Is a good teacher worth the cost of a lower grade? Image Source

“I seriously need to switch out of this class,” Jamie was telling me, “This teacher is just busting my balls. I can’t get a B…” Jamie was usually a straight A student.

I tilted my head and pursed the corner of my lips. We were talking about our A&P teacher’s seemingly impossible standards.

“I’d fail before I switch,” I said laughing. I was barely scraping B’s in the class.

And… I was completely serious when I said that.

This realization was huge for college.

I scored lower than I was used to in that class. But… I was learning stuff like crazy. The teacher was an absolute beast when it came to violently shoveling A&P knowledge into my skull until I just couldn’t take it anymore. It was a tough class and an amazing teacher.

It would be worth failing that class just to learn as much as I did. You get teachers like that once every dozen classes. Take advantage of it.

But it’s not that simple, there are a few complications:

The High School Dilemma

There is a dilemma for high school students looking to learn as much as possible because this instinct can end up hurting their college opportunities. Image Source

Some high school students are forced to maintain a precarious balance in school.

They want to learn from their teachers but, at the same time, they’re trying to keep their grades high enough to get into a competitive college. Would they rather score an A and learn less or score a B and learn more?

An ‘A’ may get you into a better college.

But… learning more means you’d do better once you get to college and your future in general. Learning less just feels like a waste of talent. If you can learn more, shouldn’t you want to learn more?

The solution to this dilemma isn’t hard to find when you understand the value of college:

95% of colleges aren’t worth competing to get into. Sure… they’re good investments. They’re just not hard to appreciate the benefits of. They’re a dime a dozen but cost you 400,000 times that. 5% of colleges are top-notch investments in your future.

Are you competing for that top 5% of colleges?

Take Your Success has a great take on this. Sometimes your GPA matters. Most of the time, it doesn’t.

If so, you’re not in the business of learning more. You’re in the business of competing for limited spots. The vast majority of students that get accepted to these colleges will be using every advantage they can get. Choosing the noble act of learning more is a symbolic gesture that will not pay off in the short run. It will just decrease your chances of getting accepted.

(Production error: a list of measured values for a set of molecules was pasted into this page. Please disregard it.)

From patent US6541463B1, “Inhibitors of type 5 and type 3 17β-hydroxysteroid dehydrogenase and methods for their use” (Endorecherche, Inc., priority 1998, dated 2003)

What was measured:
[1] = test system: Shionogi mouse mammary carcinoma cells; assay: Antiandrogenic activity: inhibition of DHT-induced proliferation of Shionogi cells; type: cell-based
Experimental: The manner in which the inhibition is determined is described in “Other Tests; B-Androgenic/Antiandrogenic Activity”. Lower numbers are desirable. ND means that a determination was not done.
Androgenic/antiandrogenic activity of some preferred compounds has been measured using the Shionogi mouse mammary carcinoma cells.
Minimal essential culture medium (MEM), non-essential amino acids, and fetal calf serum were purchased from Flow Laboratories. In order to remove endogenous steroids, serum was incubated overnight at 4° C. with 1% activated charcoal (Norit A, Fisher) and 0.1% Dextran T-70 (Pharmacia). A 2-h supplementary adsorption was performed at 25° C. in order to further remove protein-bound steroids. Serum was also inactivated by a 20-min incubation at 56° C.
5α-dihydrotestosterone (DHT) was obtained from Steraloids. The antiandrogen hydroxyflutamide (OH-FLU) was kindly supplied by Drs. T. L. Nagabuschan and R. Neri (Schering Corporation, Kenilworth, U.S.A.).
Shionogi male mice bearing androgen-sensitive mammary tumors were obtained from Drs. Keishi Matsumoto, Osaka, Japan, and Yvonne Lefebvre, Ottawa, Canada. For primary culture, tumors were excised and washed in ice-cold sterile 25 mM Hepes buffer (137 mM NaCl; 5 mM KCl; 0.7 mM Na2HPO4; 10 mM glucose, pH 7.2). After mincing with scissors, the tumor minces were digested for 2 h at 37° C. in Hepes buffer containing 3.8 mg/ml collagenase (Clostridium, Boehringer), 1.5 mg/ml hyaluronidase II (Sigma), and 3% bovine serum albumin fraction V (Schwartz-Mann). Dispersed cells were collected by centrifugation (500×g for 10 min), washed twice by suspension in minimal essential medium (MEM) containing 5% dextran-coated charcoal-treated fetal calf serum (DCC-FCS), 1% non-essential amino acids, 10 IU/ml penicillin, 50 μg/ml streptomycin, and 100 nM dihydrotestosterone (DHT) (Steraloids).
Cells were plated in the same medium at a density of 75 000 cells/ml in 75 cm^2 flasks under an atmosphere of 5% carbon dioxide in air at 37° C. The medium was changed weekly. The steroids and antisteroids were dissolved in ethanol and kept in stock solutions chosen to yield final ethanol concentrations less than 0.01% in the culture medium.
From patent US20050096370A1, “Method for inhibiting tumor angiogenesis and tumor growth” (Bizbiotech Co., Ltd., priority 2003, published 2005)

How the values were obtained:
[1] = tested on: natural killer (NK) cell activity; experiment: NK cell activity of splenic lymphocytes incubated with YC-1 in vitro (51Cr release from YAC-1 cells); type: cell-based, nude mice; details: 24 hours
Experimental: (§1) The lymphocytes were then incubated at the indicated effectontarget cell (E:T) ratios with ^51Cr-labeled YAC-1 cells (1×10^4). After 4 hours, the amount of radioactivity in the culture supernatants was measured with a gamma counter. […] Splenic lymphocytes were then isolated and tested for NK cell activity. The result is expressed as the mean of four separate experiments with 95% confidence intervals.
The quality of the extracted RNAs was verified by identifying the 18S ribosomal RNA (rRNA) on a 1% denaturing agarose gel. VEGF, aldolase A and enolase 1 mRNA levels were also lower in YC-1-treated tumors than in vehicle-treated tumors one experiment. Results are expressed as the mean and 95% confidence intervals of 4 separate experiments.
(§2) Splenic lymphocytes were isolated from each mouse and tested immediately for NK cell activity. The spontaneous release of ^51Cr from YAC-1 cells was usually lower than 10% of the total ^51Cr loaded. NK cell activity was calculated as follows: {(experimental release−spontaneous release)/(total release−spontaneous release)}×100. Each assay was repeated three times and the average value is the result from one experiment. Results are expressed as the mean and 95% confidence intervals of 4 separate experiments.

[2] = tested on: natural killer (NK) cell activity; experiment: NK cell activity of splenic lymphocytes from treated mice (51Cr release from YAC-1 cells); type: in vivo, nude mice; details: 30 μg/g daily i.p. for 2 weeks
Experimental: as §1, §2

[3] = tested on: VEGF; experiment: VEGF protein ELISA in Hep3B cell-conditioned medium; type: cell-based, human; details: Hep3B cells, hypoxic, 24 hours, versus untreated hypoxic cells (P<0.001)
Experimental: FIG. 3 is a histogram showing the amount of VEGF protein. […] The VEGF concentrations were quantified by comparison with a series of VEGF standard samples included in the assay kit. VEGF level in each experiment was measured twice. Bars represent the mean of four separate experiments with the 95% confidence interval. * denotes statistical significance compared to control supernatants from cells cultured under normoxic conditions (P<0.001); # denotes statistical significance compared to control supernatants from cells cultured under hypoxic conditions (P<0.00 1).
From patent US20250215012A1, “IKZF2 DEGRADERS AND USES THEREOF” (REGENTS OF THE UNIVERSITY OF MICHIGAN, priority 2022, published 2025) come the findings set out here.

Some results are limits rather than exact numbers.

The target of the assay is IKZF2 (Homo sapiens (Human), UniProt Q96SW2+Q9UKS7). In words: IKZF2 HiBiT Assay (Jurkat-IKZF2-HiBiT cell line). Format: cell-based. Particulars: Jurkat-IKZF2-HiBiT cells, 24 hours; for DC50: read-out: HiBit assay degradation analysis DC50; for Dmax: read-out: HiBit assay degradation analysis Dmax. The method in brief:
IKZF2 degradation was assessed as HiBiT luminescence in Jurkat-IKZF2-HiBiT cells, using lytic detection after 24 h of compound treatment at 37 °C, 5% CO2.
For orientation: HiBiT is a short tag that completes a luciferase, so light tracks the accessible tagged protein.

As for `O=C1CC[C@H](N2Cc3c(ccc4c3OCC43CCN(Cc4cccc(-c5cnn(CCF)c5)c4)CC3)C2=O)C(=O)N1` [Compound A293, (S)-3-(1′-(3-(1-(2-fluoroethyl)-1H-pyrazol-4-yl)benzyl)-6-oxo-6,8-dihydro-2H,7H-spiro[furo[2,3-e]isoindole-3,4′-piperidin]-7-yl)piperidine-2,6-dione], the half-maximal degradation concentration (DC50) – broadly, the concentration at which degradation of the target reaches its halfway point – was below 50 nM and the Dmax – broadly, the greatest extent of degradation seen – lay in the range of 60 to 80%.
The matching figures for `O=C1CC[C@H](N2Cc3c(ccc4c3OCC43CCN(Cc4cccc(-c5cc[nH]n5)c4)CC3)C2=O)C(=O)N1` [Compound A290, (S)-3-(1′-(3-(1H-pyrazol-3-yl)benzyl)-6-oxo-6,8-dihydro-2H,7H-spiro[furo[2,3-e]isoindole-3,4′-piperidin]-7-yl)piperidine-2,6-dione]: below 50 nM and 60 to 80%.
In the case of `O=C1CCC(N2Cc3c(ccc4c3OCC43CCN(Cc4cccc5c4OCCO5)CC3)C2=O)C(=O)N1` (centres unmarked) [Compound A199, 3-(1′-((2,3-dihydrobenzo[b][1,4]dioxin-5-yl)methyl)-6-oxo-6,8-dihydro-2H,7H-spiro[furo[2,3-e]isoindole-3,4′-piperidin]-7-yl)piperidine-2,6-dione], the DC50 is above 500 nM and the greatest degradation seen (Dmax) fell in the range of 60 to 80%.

If you’re not competing for the top 5% of colleges then you’re in the comfortable majority.

You’re going to school. (I’m assuming you’ve decided that already.) You don’t need to waste your time in easy classes. It’s pointless. Sure… you can do it but it won’t help you. You’re stuck going to class anyway. You might as well learn as much as possible. (Sometimes that will be in a class where you struggle to score high. Sometimes it will be in an easy to score high class.)

It may not feel good to go home with a mediocre looking grade but that’s not all you’ll go home with. You’ll also have the experience and knowledge to deal with your future classes better. In the long run, you win.

What About The College Dilemma?

College students face a similar dilemma. Image Source

The high school dilemma revolves around the choice between a better college or learning more.

The college dilemma revolves around the choice between a better gpa on your resume or learning more.

Should you focus on scoring higher to get a better job or learning more?

Scoring higher may give you better job opportunities. Learning more could do the same. The difference is ultimately the time frame.

When you’re applying for your first job, your GPA may be a factor. This is particularly true if you’re competing for exclusive internships. But if you can’t back it up with knowledge then, like it or not, this is going to be a short term head start. You might make more but eventually the lower scoring students that learned more will catch up.

For the most part, I don’t believe there is a college dilemma. Whatever you pick, you’re not losing out. Manage your college schedule in a way that makes you happy. Both ways can work.